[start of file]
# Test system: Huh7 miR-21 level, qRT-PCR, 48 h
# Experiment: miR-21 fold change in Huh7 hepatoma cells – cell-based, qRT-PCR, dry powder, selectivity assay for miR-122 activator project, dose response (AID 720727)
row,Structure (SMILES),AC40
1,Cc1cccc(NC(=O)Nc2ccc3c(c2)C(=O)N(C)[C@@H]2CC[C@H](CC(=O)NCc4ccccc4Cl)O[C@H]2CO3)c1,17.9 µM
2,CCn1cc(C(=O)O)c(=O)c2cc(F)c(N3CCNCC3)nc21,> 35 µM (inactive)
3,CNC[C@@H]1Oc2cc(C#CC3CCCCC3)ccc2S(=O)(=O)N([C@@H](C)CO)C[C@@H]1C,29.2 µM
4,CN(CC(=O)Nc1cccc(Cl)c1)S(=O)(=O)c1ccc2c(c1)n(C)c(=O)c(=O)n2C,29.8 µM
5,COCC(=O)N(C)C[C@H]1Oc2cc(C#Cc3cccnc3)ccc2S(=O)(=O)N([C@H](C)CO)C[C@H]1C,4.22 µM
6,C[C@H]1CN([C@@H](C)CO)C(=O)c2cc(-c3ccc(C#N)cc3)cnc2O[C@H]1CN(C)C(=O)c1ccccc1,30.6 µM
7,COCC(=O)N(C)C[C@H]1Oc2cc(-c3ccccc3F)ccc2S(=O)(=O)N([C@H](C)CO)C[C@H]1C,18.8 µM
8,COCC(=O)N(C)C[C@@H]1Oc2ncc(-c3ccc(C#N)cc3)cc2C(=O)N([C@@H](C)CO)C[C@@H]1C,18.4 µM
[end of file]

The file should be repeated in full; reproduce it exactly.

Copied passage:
# Test system: Huh7 miR-21 level, qRT-PCR, 48 h
# Experiment: miR-21 fold change in Huh7 hepatoma cells – cell-based, qRT-PCR, dry powder, selectivity assay for miR-122 activator project, dose response (AID 720727)
row,Structure (SMILES),AC40
1,Cc1cccc(NC(=O)Nc2ccc3c(c2)C(=O)N(C)[C@@H]2CC[C@H](CC(=O)NCc4ccccc4Cl)O[C@H]2CO3)c1,17.9 µM
2,CCn1cc(C(=O)O)c(=O)c2cc(F)c(N3CCNCC3)nc21,> 35 µM (inactive)
3,CNC[C@@H]1Oc2cc(C#CC3CCCCC3)ccc2S(=O)(=O)N([C@@H](C)CO)C[C@@H]1C,29.2 µM
4,CN(CC(=O)Nc1cccc(Cl)c1)S(=O)(=O)c1ccc2c(c1)n(C)c(=O)c(=O)n2C,29.8 µM
5,COCC(=O)N(C)C[C@H]1Oc2cc(C#Cc3cccnc3)ccc2S(=O)(=O)N([C@H](C)CO)C[C@H]1C,4.22 µM
6,C[C@H]1CN([C@@H](C)CO)C(=O)c2cc(-c3ccc(C#N)cc3)cnc2O[C@H]1CN(C)C(=O)c1ccccc1,30.6 µM
7,COCC(=O)N(C)C[C@H]1Oc2cc(-c3ccccc3F)ccc2S(=O)(=O)N([C@H](C)CO)C[C@H]1C,18.8 µM
8,COCC(=O)N(C)C[C@@H]1Oc2ncc(-c3ccc(C#N)cc3)cc2C(=O)N([C@@H](C)CO)C[C@@H]1C,18.4 µM